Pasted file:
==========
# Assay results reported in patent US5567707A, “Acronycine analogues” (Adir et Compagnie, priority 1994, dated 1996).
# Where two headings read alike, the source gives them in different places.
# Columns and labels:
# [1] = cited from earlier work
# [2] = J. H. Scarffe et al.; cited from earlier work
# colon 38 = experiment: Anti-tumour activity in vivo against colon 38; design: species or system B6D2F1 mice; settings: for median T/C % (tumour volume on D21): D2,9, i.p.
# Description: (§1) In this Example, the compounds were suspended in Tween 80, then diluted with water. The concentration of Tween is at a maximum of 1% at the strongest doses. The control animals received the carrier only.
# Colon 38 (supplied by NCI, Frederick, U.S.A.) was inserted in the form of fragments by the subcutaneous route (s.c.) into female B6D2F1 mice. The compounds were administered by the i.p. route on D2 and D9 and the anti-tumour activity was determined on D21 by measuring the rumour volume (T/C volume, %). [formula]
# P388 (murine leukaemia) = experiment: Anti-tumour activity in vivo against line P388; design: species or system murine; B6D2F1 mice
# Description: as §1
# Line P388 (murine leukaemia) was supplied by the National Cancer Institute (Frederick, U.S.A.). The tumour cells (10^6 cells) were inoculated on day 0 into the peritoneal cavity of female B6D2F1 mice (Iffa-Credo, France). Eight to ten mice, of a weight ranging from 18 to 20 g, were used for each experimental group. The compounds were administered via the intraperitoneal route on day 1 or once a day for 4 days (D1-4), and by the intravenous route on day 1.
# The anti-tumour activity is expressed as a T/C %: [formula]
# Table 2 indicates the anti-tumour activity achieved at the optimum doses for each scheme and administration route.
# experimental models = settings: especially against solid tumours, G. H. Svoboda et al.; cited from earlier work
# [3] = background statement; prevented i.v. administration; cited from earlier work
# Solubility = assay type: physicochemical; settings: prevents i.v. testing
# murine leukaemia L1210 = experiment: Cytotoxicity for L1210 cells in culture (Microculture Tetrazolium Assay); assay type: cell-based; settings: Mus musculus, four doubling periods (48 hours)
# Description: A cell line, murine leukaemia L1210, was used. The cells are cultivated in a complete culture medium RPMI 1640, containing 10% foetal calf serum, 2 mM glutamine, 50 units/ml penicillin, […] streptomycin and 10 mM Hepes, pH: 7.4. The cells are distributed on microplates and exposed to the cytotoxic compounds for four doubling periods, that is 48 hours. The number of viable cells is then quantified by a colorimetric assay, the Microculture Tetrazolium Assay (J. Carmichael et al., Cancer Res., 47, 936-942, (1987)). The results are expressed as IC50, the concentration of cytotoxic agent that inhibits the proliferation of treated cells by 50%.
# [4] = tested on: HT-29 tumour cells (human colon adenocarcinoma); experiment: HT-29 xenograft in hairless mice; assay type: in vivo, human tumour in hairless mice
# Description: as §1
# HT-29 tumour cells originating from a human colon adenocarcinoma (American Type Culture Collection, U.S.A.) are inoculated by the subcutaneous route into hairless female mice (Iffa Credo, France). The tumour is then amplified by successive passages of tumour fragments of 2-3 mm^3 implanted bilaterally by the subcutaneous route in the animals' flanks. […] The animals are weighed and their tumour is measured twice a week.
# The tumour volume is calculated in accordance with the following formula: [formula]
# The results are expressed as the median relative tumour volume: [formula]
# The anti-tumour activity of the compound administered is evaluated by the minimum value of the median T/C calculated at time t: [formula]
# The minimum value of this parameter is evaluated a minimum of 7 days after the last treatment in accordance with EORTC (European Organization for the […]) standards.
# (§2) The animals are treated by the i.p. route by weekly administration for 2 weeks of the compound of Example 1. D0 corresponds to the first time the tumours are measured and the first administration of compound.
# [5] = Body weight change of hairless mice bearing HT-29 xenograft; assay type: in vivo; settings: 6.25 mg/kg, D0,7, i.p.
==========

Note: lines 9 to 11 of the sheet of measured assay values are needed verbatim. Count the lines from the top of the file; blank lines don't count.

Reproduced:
# P388 (murine leukaemia) = experiment: Anti-tumour activity in vivo against line P388; design: species or system murine; B6D2F1 mice
# Description: as §1
# Line P388 (murine leukaemia) was supplied by the National Cancer Institute (Frederick, U.S.A.). The tumour cells (10^6 cells) were inoculated on day 0 into the peritoneal cavity of female B6D2F1 mice (Iffa-Credo, France). Eight to ten mice, of a weight ranging from 18 to 20 g, were used for each experimental group. The compounds were administered via the intraperitoneal route on day 1 or once a day for 4 days (D1-4), and by the intravenous route on day 1.